30
                                   SMCD Roadmap


       •   Validate and put into routine production snow depth product.
       •   Develop MODIS climatology of maximum snow albedo for NWP models
       •   Construct 39 year snow climatology (and NDVI) for the climate community.
       •   Develop and describe method of removing the offset in the snow cover climate
           record introduced by the IMS system.
       •   Derive snow water equivalent (from AMSU) and blend into the IMS.

       Significance
       • Improved snow products will allow specification of more accurate boundary
          conditions in NWP and construction of a long term CDR for snow

13. Vegetation
       Objectives
       • Update the operational vegetation fraction algorithm after testing is completed by
          NWS/NCEP/EMC and CPC, and accommodate new sensors (e.g., MODIS,
          VIIRS) within the vegetation processing stream and associated reprocessing.
       • Improve NDVI and products derived from it (Global Vegetation Fraction - GVF,
          drought indices, etc)

       Significance
       • Improved vegetation products will provide more accurate surface conditions for
          NWP models and drought monitoring

14. Winds
      Objectives
      • Develop and maintain a robust, repeatable technology transition process that
          results in the timely and successful transition of new and/or updated product
          algorithms from the research and development environment to the operational
          production environment
      • Support transition of MODIS winds capability into NESDIS operational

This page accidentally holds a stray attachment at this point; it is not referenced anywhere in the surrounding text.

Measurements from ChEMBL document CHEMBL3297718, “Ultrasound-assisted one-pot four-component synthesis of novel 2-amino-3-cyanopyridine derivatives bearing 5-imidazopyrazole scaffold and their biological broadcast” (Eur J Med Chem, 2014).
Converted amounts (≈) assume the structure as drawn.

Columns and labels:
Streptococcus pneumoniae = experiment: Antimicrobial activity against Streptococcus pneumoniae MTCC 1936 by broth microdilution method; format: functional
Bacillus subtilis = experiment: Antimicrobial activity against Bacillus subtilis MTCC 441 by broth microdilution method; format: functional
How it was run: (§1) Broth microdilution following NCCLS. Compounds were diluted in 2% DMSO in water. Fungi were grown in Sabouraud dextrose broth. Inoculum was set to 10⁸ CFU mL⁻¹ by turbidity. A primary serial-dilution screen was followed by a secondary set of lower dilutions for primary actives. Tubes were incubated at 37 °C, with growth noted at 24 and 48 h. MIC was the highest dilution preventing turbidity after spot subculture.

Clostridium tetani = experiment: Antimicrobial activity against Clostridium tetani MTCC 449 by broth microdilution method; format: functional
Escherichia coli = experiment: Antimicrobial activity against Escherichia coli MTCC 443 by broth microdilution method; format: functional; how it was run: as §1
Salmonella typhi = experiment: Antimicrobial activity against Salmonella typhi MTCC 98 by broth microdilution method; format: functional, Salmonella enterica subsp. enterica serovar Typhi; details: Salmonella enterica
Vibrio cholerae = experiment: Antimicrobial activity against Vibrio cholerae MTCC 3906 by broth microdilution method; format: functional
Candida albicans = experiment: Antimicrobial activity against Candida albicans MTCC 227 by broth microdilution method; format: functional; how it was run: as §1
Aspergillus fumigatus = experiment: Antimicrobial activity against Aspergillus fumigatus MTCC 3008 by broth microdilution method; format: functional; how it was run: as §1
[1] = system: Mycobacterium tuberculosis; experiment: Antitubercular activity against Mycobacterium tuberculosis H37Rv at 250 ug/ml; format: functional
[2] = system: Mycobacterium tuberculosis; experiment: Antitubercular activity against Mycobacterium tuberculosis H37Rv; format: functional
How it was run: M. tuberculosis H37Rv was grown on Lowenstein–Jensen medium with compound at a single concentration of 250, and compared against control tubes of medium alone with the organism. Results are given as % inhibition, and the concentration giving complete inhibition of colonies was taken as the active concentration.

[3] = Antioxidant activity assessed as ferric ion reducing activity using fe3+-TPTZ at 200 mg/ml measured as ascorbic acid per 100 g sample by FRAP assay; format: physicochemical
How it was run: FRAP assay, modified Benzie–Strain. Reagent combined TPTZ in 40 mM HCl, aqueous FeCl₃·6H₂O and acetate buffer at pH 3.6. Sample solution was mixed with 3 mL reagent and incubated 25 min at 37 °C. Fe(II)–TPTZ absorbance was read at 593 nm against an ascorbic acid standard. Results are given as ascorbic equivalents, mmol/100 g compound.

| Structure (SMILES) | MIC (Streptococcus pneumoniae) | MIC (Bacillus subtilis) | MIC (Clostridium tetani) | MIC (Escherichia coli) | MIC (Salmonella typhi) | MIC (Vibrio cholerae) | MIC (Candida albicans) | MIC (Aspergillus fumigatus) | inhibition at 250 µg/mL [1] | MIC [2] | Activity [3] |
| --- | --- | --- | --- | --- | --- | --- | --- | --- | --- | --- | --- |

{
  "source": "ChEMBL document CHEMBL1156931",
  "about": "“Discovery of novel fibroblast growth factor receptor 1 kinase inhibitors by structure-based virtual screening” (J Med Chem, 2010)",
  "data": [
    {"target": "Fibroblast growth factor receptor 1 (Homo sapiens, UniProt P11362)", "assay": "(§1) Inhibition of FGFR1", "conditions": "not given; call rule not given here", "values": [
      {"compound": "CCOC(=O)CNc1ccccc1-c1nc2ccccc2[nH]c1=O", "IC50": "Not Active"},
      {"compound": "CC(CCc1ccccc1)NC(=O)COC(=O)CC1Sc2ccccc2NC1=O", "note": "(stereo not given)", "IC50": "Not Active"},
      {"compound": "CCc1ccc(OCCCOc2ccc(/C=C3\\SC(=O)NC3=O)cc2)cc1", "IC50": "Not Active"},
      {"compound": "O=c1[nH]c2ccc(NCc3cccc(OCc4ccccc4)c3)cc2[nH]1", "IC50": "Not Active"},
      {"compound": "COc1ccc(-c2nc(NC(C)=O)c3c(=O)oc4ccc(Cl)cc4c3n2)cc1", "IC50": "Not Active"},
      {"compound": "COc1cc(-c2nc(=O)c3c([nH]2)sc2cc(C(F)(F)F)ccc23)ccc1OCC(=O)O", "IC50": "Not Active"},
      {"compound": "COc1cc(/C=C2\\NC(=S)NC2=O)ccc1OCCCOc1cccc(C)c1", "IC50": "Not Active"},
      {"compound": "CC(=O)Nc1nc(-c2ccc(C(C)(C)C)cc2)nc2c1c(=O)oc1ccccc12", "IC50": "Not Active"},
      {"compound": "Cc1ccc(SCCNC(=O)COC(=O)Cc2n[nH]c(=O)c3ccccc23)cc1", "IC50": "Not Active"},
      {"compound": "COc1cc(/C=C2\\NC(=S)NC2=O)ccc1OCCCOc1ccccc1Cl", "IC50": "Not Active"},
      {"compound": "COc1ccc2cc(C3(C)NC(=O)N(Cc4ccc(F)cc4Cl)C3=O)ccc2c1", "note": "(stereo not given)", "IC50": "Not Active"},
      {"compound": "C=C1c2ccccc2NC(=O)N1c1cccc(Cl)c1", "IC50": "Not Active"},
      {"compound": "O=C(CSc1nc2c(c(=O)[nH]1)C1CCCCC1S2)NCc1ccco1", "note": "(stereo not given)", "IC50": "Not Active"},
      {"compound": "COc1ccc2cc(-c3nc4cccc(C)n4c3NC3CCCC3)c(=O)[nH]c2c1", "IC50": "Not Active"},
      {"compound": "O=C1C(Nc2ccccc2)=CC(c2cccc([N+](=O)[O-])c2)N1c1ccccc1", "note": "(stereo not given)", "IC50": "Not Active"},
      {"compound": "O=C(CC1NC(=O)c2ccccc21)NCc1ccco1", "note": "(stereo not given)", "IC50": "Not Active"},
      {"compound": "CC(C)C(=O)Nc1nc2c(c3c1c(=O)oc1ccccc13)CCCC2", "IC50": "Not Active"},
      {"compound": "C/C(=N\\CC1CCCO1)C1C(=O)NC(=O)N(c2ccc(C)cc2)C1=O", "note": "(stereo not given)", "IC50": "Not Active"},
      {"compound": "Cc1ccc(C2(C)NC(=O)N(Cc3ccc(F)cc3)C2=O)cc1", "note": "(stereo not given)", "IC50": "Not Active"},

environment at OSDPD.
      • Perform quality assessment and error characterization of geo and leo satellite
          wind products
      • Improve and validate existing satellite derived wind product algorithms
      • Develop algorithms for future satellite systems, including GOES-R.

       Significance
       • Winds are a critical part of the initial conditions for forecast models
       • MODIS winds represent a breakthrough in observing winds in polar regions

15. Earth Radiation Budget
       Objective
       • Develop OLR retrieval algorithms from sounder channels (HIRS, AIRS, CRIS) to
          provide a time series of OLR compatible with the ERBS instrument on NPOESS.




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                                  SMCD Roadmap

          The new OLR estimates will be improved over what is now available from
          AVHRR.

       Significance
       • The OLR is a major component of the Earth’s Radiation Budget, which drives the
          atmospheric circulation.
       • This project will improve and continue the NOAA time series of OLR
          measurements going back to the 1970s, providing climatologists with a record of
          the Earth’s heat balance in the age of global warming

16. GOES Sounder Products
      Objectives
      • Develop an improved integrated GOES sounder product system that will provide
         the National Weather Service (NWS) with full resolution (approximately 10km x
         10km) GOES sounder products for use in NWP and the Advanced Weather
         Interactive Processing System (AWIPS).
      • Develop and maintain a robust, repeatable technology transition process that
         results in the timely and successful transition of new and/or updated product
         algorithms from the research and development environment to the operational
         production environment.
      • Prepare GOES sounder product system(s) for GOES-N and perform validation
         studies of GOES-N sounder radiance and derived products during the GOES-N